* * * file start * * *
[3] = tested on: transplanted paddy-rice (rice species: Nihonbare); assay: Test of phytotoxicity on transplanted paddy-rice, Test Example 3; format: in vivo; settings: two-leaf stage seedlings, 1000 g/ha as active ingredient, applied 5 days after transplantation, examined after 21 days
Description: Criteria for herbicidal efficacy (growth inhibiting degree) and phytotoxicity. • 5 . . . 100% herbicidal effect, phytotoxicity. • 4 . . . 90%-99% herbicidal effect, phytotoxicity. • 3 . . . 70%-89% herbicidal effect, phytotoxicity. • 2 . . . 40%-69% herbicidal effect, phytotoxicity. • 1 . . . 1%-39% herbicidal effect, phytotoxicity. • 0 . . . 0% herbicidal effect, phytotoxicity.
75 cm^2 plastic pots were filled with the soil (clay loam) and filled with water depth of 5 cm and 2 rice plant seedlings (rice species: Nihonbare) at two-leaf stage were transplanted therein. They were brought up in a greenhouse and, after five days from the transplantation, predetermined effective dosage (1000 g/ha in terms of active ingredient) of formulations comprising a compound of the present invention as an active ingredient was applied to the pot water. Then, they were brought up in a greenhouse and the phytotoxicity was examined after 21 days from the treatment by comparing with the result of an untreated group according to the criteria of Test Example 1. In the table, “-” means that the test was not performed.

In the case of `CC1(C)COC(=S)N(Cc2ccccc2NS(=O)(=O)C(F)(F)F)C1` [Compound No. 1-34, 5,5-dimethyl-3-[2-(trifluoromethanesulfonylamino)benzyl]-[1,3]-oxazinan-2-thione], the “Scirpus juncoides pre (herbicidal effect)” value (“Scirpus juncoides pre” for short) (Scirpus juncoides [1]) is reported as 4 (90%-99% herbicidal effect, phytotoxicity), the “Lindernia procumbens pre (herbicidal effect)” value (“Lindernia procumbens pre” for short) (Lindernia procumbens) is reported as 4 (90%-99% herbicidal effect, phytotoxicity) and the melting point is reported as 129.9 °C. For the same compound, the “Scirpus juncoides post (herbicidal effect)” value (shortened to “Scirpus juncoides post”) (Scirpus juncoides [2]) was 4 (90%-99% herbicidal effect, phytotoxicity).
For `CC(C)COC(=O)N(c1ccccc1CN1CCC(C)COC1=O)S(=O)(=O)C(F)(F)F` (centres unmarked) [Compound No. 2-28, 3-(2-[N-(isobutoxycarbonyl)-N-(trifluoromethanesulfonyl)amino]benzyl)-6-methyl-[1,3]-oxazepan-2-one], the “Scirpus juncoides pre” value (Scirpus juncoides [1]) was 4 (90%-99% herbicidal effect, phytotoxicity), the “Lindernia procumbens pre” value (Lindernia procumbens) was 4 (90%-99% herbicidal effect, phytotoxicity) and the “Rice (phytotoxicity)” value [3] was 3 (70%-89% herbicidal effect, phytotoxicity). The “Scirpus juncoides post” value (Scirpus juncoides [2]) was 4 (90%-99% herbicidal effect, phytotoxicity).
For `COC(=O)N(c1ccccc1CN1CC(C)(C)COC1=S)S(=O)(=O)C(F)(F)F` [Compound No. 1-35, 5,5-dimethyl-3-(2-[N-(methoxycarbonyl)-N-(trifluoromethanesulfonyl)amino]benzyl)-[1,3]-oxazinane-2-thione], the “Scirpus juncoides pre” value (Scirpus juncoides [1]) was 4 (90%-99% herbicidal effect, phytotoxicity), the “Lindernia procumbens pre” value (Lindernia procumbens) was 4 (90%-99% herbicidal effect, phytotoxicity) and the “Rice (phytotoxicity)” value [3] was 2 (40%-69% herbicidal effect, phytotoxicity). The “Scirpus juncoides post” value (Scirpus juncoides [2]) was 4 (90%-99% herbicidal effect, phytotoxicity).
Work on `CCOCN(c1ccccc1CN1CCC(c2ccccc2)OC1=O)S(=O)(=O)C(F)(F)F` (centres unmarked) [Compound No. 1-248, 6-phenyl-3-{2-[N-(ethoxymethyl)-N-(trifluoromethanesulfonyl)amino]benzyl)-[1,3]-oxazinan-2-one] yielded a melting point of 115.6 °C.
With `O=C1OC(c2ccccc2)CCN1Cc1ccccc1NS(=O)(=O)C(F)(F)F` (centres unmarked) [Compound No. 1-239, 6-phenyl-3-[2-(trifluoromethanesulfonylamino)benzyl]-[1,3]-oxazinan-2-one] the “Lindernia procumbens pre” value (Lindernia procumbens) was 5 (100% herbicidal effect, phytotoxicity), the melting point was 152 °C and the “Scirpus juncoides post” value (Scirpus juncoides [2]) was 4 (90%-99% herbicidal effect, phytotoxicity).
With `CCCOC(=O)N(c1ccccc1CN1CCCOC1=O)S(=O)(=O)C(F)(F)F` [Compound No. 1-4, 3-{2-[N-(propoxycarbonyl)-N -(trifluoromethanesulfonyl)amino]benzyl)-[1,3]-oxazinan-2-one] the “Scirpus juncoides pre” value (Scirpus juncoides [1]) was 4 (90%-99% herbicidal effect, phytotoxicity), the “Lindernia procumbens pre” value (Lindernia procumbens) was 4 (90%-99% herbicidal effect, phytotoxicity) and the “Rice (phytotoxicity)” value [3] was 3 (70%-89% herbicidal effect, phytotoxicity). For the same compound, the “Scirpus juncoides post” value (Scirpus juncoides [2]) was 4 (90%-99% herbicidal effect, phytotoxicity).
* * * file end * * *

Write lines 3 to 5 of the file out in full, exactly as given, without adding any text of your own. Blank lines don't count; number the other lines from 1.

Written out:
75 cm^2 plastic pots were filled with the soil (clay loam) and filled with water depth of 5 cm and 2 rice plant seedlings (rice species: Nihonbare) at two-leaf stage were transplanted therein. They were brought up in a greenhouse and, after five days from the transplantation, predetermined effective dosage (1000 g/ha in terms of active ingredient) of formulations comprising a compound of the present invention as an active ingredient was applied to the pot water. Then, they were brought up in a greenhouse and the phytotoxicity was examined after 21 days from the treatment by comparing with the result of an untreated group according to the criteria of Test Example 1. In the table, “-” means that the test was not performed.

In the case of `CC1(C)COC(=S)N(Cc2ccccc2NS(=O)(=O)C(F)(F)F)C1` [Compound No. 1-34, 5,5-dimethyl-3-[2-(trifluoromethanesulfonylamino)benzyl]-[1,3]-oxazinan-2-thione], the “Scirpus juncoides pre (herbicidal effect)” value (“Scirpus juncoides pre” for short) (Scirpus juncoides [1]) is reported as 4 (90%-99% herbicidal effect, phytotoxicity), the “Lindernia procumbens pre (herbicidal effect)” value (“Lindernia procumbens pre” for short) (Lindernia procumbens) is reported as 4 (90%-99% herbicidal effect, phytotoxicity) and the melting point is reported as 129.9 °C. For the same compound, the “Scirpus juncoides post (herbicidal effect)” value (shortened to “Scirpus juncoides post”) (Scirpus juncoides [2]) was 4 (90%-99% herbicidal effect, phytotoxicity).
For `CC(C)COC(=O)N(c1ccccc1CN1CCC(C)COC1=O)S(=O)(=O)C(F)(F)F` (centres unmarked) [Compound No. 2-28, 3-(2-[N-(isobutoxycarbonyl)-N-(trifluoromethanesulfonyl)amino]benzyl)-6-methyl-[1,3]-oxazepan-2-one], the “Scirpus juncoides pre” value (Scirpus juncoides [1]) was 4 (90%-99% herbicidal effect, phytotoxicity), the “Lindernia procumbens pre” value (Lindernia procumbens) was 4 (90%-99% herbicidal effect, phytotoxicity) and the “Rice (phytotoxicity)” value [3] was 3 (70%-89% herbicidal effect, phytotoxicity). The “Scirpus juncoides post” value (Scirpus juncoides [2]) was 4 (90%-99% herbicidal effect, phytotoxicity).